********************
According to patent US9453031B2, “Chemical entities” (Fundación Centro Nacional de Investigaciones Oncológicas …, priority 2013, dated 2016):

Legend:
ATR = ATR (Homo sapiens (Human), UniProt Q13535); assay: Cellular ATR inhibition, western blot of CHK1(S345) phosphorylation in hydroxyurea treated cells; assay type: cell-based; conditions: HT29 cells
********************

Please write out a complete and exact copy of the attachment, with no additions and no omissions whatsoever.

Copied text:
According to patent US9453031B2, “Chemical entities” (Fundación Centro Nacional de Investigaciones Oncológicas …, priority 2013, dated 2016):

Legend:
ATR = ATR (Homo sapiens (Human), UniProt Q13535); assay: Cellular ATR inhibition, western blot of CHK1(S345) phosphorylation in hydroxyurea treated cells; assay type: cell-based; conditions: HT29 cells